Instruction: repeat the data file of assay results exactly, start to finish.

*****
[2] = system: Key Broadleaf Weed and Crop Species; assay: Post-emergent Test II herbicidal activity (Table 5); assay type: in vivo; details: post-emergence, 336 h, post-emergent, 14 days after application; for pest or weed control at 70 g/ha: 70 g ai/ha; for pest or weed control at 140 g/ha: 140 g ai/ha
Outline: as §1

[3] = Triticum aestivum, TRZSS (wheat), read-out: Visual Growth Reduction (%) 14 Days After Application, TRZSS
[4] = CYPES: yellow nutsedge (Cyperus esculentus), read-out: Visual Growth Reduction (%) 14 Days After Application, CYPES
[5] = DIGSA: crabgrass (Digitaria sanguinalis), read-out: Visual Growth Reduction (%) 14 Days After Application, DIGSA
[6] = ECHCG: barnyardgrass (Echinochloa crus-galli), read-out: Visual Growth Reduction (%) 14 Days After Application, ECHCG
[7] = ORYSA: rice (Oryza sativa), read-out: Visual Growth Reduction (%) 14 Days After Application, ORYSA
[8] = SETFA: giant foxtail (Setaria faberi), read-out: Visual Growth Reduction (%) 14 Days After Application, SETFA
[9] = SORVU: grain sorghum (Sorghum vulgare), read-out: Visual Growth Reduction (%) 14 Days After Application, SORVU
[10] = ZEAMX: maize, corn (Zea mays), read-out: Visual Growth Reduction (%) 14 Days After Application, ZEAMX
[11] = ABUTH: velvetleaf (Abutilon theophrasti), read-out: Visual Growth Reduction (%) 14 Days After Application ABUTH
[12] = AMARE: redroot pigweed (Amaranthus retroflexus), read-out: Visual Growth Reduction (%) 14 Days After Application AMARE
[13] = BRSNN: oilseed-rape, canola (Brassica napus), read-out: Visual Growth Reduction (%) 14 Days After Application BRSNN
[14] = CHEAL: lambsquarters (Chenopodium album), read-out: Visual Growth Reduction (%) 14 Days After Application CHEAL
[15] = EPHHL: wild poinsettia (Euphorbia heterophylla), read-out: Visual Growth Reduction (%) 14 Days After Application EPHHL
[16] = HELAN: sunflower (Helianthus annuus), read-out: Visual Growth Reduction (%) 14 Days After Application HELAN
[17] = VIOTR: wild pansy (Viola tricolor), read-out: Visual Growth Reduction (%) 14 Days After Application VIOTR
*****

[2] = system: Key Broadleaf Weed and Crop Species; assay: Post-emergent Test II herbicidal activity (Table 5); assay type: in vivo; details: post-emergence, 336 h, post-emergent, 14 days after application; for pest or weed control at 70 g/ha: 70 g ai/ha; for pest or weed control at 140 g/ha: 140 g ai/ha
Outline: as §1

[3] = Triticum aestivum, TRZSS (wheat), read-out: Visual Growth Reduction (%) 14 Days After Application, TRZSS
[4] = CYPES: yellow nutsedge (Cyperus esculentus), read-out: Visual Growth Reduction (%) 14 Days After Application, CYPES
[5] = DIGSA: crabgrass (Digitaria sanguinalis), read-out: Visual Growth Reduction (%) 14 Days After Application, DIGSA
[6] = ECHCG: barnyardgrass (Echinochloa crus-galli), read-out: Visual Growth Reduction (%) 14 Days After Application, ECHCG
[7] = ORYSA: rice (Oryza sativa), read-out: Visual Growth Reduction (%) 14 Days After Application, ORYSA
[8] = SETFA: giant foxtail (Setaria faberi), read-out: Visual Growth Reduction (%) 14 Days After Application, SETFA
[9] = SORVU: grain sorghum (Sorghum vulgare), read-out: Visual Growth Reduction (%) 14 Days After Application, SORVU
[10] = ZEAMX: maize, corn (Zea mays), read-out: Visual Growth Reduction (%) 14 Days After Application, ZEAMX
[11] = ABUTH: velvetleaf (Abutilon theophrasti), read-out: Visual Growth Reduction (%) 14 Days After Application ABUTH
[12] = AMARE: redroot pigweed (Amaranthus retroflexus), read-out: Visual Growth Reduction (%) 14 Days After Application AMARE
[13] = BRSNN: oilseed-rape, canola (Brassica napus), read-out: Visual Growth Reduction (%) 14 Days After Application BRSNN
[14] = CHEAL: lambsquarters (Chenopodium album), read-out: Visual Growth Reduction (%) 14 Days After Application CHEAL
[15] = EPHHL: wild poinsettia (Euphorbia heterophylla), read-out: Visual Growth Reduction (%) 14 Days After Application EPHHL
[16] = HELAN: sunflower (Helianthus annuus), read-out: Visual Growth Reduction (%) 14 Days After Application HELAN
[17] = VIOTR: wild pansy (Viola tricolor), read-out: Visual Growth Reduction (%) 14 Days After Application VIOTR